After months of eerie silence from the tobacco industry, Altria and R.J. Reynolds reported nearly $17 million in contributions Friday to oppose Proposition 56, which would increase tobacco taxes by $2 a pack in California.
Altria contributed $10.8 million through its subsidiary companies: Marlboro-maker Philip Morris, cigar brand John Middleton Co. and e-cigarette brand NuMark. R.J. Reynolds, which makes Camel cigarettes and other brands, gave an additional $6.2 million.
The companies organized and funded the campaign to highlight the “many problems with Prop. 56,” said Beth Miller, a spokeswoman for the campaign, in a statement.
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“The committee, which includes educators, health care professionals, law enforcement, labor, small businesses and taxpayers, intends to conduct a vigorous campaign to educate voters on the facts of the initiative and why it deserves their ‘no’ vote on Election Day,” Miller said.
In one day, the cigarette companies nearly matched the $18.5 million raised by proponents of the measure over the past year.
The pro-tax coalition includes the California Association of Hospitals and Health Systems, California Medical Association, California Dental Association, California State Council of SEIU, American Cancer Society, American Heart Association, Blue Shield of California and billionaire philanthropist Tom Steyer. Thus far, the hospitals association is the largest pro-tax backer of the measure with $10 million contributed to the proponents’ campaign committee, which is called Save Lives California.
“Tobacco companies have made it clear they will do anything to protect their profits at the expense of our children’s health,” Steyer said in a statement. “Yet we remain resolute and we will stand up to the big tobacco Goliath because it’s the only way to protect our children and save lives.”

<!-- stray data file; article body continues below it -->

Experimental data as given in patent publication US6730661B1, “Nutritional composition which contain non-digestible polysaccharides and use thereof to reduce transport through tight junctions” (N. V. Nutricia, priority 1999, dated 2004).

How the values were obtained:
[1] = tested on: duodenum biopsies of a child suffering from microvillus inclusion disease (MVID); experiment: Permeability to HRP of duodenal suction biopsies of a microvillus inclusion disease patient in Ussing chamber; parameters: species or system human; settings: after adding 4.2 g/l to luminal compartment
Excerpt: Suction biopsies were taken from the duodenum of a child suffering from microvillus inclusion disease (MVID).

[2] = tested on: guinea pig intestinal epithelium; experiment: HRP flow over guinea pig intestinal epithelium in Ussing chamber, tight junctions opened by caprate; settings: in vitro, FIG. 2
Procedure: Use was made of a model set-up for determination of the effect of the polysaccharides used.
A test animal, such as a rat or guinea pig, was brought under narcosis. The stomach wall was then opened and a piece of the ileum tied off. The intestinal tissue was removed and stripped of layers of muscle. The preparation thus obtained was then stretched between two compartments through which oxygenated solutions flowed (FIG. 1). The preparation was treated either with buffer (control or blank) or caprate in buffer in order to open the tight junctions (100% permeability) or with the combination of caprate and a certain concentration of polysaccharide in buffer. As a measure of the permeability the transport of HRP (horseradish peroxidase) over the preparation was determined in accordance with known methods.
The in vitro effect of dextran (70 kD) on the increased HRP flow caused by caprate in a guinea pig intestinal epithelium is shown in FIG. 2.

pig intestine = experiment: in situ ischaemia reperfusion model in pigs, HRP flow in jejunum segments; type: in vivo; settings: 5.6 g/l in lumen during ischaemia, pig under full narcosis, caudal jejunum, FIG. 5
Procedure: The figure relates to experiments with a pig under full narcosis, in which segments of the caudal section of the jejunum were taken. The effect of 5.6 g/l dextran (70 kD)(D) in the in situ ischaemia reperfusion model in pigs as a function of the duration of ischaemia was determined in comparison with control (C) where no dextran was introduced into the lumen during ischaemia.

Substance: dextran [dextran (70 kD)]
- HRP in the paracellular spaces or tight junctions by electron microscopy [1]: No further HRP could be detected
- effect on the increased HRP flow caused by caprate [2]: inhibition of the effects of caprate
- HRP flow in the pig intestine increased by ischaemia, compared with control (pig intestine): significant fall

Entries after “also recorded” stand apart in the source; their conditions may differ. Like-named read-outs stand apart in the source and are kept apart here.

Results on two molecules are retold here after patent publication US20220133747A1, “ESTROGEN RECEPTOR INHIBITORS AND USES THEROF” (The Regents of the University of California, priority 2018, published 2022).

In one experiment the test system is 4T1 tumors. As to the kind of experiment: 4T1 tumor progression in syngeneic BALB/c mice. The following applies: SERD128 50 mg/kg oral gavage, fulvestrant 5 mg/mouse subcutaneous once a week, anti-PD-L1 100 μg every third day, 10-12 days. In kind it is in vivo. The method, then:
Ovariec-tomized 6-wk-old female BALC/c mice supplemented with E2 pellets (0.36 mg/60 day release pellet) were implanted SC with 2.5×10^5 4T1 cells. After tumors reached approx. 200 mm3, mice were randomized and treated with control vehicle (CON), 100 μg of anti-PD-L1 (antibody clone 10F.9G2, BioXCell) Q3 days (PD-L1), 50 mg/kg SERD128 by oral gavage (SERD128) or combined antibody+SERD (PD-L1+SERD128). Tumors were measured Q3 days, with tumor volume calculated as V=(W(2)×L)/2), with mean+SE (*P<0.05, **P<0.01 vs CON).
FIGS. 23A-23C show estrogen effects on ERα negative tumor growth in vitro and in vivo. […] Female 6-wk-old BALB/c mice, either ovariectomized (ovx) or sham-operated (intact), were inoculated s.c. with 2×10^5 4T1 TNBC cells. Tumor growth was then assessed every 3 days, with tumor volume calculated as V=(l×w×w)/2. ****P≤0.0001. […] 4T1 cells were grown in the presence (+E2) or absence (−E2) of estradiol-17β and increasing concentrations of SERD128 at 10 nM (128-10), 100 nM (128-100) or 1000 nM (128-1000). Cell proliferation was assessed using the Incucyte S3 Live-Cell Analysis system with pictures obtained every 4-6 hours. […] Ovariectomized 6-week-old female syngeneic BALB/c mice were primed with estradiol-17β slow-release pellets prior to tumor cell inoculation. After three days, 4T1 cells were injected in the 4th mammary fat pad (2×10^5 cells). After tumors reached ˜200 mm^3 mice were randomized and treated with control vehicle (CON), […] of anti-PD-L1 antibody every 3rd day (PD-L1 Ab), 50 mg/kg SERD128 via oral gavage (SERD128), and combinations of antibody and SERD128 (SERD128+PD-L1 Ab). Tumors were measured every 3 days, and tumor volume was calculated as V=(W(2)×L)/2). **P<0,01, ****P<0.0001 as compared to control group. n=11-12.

$2Increase in California tax per pack of cigarettes if Proposition 56 passes
Proponents of the tax believe they have a better shot at prevailing this year, despite two previous losses. They cite a broader and better funded coalition of backers. But they still expect their tobacco industry opponents to spend three times more money.
The coalition said early on that it would need at least $25 million to beat tobacco interests in the fall. Thus far, much of the pro-tax group’s reported spending has gone to signature-gathering efforts to land Proposition 56 on the Nov. 8 ballot.
The money drops mark the first public move from tobacco in the ballot measure battle. The companies have yet to file any reports detailing spending and have remained relatively mum about the measure.
The ballot measure is among several challenges the industry has faced in California this year. The state Legislature passed a series of laws earlier this year to deter tobacco use, including a measure to raise the age to buy tobacco products from 18 to 21.
Californians pay among the lowest taxes on tobacco products in the nation at 87 cents per pack of 20 cigarettes, which hasn’t changed in nearly two decades. Proposition 56 would raise the tax to $2.87 a pack. Taxes on other tobacco products, including vaping products, would also increase.